Healthy Companies, Healthy Communities: Unlocking the Hidden Benefits of a Diverse Workplace
Many of us are aware of the benefits of adding berries, spinach, olive oil, and garlic to our diets—in addition to being delicious, these ‘superfoods’ can help us avoid illness and improve well-being. What if such a thing existed for the workplace as well?
Good news: research shows that such a booster does exist to help companies become more resilient, improve performance, and cultivate stronger and healthier relationships in the office and in their communities. That booster is diversity.
Recruiting and retaining women and people from diverse backgrounds can make companies more productive and efficient while also creating a healthier operating environment. Creating a diverse workplace can start a virtuous cycle: recent surveys have shown that the more women that are on a company’s board, the more attractive other women find that company. And companies with greater gender diversity can be more attractive to shareholders as well—in 2017, for instance, the $330 billion investment fund Hermes EOS said it would vote against any FTSE 100 board with less than 25 percent women and without a plan for improving gender diversity.
Recognizing these potential corporate health benefits, BHP Billiton has set a goal to have a gender-balanced workforce by 2025. Rio Tinto has undertaken a range of gender equity policies ranging from offering 18 weeks of parental leave to either parent, regardless of gender, to introducing support systems for employees who experience domestic violence. Tullow has made a reduction in the gender pay gap a key performance indicator in its internal corporate scorecard that determines senior management bonuses; the company has also set a goal for at least 25 percent of its board members to be women. And in Chile, Anglo American initiated a program to specifically attract and accommodate women truck drivers. As a result, the company has observed a strengthening in team dynamics as well as improved relationships with the community in which it operates.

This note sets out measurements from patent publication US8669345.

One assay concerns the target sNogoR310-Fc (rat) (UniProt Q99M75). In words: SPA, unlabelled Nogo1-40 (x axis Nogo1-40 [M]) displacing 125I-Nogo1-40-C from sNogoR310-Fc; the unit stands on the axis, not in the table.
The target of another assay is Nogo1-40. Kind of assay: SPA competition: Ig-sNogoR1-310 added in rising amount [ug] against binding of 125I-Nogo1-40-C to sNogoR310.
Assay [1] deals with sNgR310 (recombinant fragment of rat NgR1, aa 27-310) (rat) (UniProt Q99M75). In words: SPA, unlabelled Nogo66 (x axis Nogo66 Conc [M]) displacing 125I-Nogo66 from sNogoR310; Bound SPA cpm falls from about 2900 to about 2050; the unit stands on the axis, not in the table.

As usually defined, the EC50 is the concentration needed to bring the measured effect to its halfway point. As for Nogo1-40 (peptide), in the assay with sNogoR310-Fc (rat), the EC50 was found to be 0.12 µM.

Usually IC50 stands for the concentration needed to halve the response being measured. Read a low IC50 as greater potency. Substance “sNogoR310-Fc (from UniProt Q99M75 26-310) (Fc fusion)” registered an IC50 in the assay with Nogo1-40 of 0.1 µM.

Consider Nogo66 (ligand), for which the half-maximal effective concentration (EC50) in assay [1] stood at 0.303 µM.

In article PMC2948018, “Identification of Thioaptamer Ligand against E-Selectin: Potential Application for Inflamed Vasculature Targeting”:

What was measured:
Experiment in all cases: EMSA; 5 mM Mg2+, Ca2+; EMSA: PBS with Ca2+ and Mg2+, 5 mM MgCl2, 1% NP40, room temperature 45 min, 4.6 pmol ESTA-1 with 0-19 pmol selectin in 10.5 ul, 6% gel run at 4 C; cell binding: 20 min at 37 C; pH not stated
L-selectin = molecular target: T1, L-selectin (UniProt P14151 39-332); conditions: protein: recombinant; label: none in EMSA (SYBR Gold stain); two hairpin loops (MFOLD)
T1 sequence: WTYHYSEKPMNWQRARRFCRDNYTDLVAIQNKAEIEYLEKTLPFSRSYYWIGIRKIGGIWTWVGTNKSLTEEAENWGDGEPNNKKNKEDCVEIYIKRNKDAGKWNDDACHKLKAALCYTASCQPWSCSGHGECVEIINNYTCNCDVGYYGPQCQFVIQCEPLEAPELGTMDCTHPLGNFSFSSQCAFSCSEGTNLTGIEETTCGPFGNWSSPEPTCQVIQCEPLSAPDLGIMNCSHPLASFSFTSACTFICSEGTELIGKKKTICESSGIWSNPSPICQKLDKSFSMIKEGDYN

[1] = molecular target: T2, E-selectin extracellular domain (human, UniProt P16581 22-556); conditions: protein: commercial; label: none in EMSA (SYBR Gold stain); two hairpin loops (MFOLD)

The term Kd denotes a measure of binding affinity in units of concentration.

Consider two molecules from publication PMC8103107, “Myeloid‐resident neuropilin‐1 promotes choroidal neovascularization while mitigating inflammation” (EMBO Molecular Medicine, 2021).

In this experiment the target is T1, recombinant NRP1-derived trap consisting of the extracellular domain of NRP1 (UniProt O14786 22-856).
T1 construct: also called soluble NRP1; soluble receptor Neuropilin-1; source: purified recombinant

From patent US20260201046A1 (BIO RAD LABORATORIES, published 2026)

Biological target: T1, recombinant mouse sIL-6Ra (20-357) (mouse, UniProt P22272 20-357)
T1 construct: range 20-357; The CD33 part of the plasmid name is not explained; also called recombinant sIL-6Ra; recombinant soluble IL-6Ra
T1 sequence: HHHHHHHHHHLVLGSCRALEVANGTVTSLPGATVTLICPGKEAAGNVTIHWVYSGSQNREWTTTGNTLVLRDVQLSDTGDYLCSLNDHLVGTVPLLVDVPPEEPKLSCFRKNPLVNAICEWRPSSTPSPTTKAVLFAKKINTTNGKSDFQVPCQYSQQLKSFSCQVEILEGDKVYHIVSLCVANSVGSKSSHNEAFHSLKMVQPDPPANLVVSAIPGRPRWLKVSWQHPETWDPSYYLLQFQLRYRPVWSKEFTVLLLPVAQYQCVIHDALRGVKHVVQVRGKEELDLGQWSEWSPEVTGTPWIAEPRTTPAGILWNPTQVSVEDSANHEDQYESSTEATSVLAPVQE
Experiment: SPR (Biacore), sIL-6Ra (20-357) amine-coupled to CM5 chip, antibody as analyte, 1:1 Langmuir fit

Companies can also thrive from increased gender diversity across supply chains. Ensuring that women-owned businesses and female workers are in the supply chain can strengthen competition and drive down costs between vendors; facilitate collaboration with smaller suppliers on more customized products; and improve relationships with communities. International Finance Corporation (IFC) research has shown that companies that prioritize supplier diversity have a 133 percent greater return on procurement investment and have considerably smaller procurement teams than those with lower supplier diversity.
And healthy relationships are key to any measure of well-being: improving how companies listen to a diverse range of voices—including women and girls—in community outreach and investment can improve trust and outcomes in company-community undertakings and investment.
As companies become more aware of the potential benefits of a diverse workplace, an increasing number of executives are asking how they can follow suit. To help meet this growing demand, IFC has published a new toolkit for oil, gas, and mining companies with practical, concrete tools to help companies reach their gender goals. Unlocking Opportunities for Women and Business: A Toolkit of Actions and Strategies for Oil, Gas, and Mining Companies includes guidance on four themes: increasing gender diversity across the workforce, within the supply chain, and in community engagement, as well as addressing gender-based violence and its impact on the workforce. For each topic, the toolkit includes a business case packed with evidence on the benefits of gender diversity and inclusion, followed by practical, concrete, and easy-to-use techniques and tools. These include tools to help companies understand and assess their own challenges and progress, to take action to reach their gender goals, and to monitor and sustain progress.
We think this new toolkit could serve as a vitamin cocktail for companies seeking to boost their resilience and sustainability. As with any body, superfoods are no quick fix—but for companies who are willing to make these commitments and changes, gender diversity can be a powerful tool. Prioritizing a diverse workplace can help companies operate more efficiently and head off challenges, and be better partners in their communities—all important signs of a healthy company.